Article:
help with newly acquired lathe

On Thu, 22 Dec 2005 22:34:52 GMT, "William Wixon"


1: Get the lathe in a warm place and give it a day to thoroughly warm up
2: Give the WD-40 to someone you don't like. Try Kroil or ATF on the tailstock, give it a day or two to wick in.
3: If it's still stuck, pull the whole tailstock, immerse it in a bucket of kerosene with some ATF mixed in, let it soak for a few days.
The thing with the blind hole is not an integral part of the casting. It's probably threaded, but it might have had threadlocker applied to it. Apply gentle heat , say up to about spit-sizzle temp and see if that helps.
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lengthy responses below...

-snip-
thanks for everyone's help.
Jon, i think perhaps the cold and the old dried up (whale) (i'm kidding) oil was what was making the tailstock ram SO hard to turn. after soaking for a day with WD-40 (right now i don't have any ready sources for Kroil) it started to loosen up. i'm embarrassed to admit, the problem was, i was turning the screw the WRONG way, it's a left hand thread, that's why i couldn't get it threaded back on. <red faced> (eventually i figured it out)
Gerald, thanks, yeah, the clamping screw was loose. actually i was afraid the clamping screw was seized but turns out that wasn't what the problem was.
Gary, thanks, that was an AWESOME link. i was very surprised to be getting info from England!! I laughed out loud at your comment, "...the white stuff". we haven't had a LOT here in southern n.y. state but it's been on the ground for weeks and, i, for one, am SICK of it.
Nick, thanks for the comments. wait till you see the photos after i'm done cleaning it up! hey, and, btw, i was completely and totally blown away with the pics of your engines.
Rex, thanks for the link, haven't gotten a chance to check it out yet though. thanks for the suggestions. I'd have to drive 50 miles (RT) to get some Kroil so for now it's WD-40. i cleaned up the headstock, scraped the paint off, oiled moving parts, wirebrushed paint and moving parts. it has some pretty bronze bearings, steel wooled them. i'm scraping the (peeling, flaking) paint off the bed and legs. not sure if i'll paint it dark blue (original color) or leave it bare iron. the reduction pulleys are not factory, they're very homebrew, and very ugly (to my tastes), they've got to go. i have a small shop and i'm going to need to get this thing as close to the wall as possible, so i really do want to redesign the drive mechanism. as i'm cleaning it up it is growing on me. it wasn't really in the snow. actually i trundled this 350 pound thing out of my shop and onto my driveway so i could get a clear picture for you guys. i wanted to get a contrasting background for a clear picture (w/o all the jumble inside the shop) and then i trundled it back into the barn by myself.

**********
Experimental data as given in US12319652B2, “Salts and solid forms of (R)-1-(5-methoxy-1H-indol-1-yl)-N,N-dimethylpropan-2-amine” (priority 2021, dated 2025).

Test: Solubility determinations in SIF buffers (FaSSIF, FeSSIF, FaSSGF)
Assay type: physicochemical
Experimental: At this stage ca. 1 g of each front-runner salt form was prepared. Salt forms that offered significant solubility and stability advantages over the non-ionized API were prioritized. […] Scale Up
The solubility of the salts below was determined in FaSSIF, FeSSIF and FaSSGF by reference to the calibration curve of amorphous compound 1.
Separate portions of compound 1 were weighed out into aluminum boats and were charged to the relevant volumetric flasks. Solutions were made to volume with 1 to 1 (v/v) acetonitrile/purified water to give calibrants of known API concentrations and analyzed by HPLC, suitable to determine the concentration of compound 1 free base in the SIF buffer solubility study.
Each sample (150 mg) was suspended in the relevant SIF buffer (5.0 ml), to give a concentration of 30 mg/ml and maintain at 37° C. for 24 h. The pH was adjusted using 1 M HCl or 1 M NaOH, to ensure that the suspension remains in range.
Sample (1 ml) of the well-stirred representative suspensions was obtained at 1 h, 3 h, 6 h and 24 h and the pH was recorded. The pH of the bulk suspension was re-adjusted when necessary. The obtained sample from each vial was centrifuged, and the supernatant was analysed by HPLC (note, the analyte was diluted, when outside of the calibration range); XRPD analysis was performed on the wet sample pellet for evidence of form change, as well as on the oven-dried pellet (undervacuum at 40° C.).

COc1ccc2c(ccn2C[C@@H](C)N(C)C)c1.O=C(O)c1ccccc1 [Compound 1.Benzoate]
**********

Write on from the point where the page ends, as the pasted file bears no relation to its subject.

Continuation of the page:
Brian, i think what was holding up the tailstock ram was just that it had old dried gummy oil on/in it. (and couldn't get the ram to go back in because i was turning the screw handle the wrong way <cringe>) there seems to be (probably for what you guys are used to) a considerable amount of slop in all the moving parts, i don't think anything was seized by the cold. it was already covered with rust from condensation from being stored in a trailer for the past 2 or 3 years. i stood the tailstock on end (both ends) and kept spraying WD-40 so it would seep down into the mechanism. thanks for the reminder to not push the tailstock barrel back in at an angle. my next question to you (guys) was "how in the heck do i get the live dead center morse taper out?!?!" i assumed the rust would've locked that sucker in. another lathe i've used had an arrangement where you turned the ram all the way in and at the bottom of it's travel it would push the taper out automatically. this lathe wasn't doing that. bummer! i got a piece of scrap steel and used it to tap on the back of the live dead center with a hammer. was SO glad when the taper popped out without very much tapping.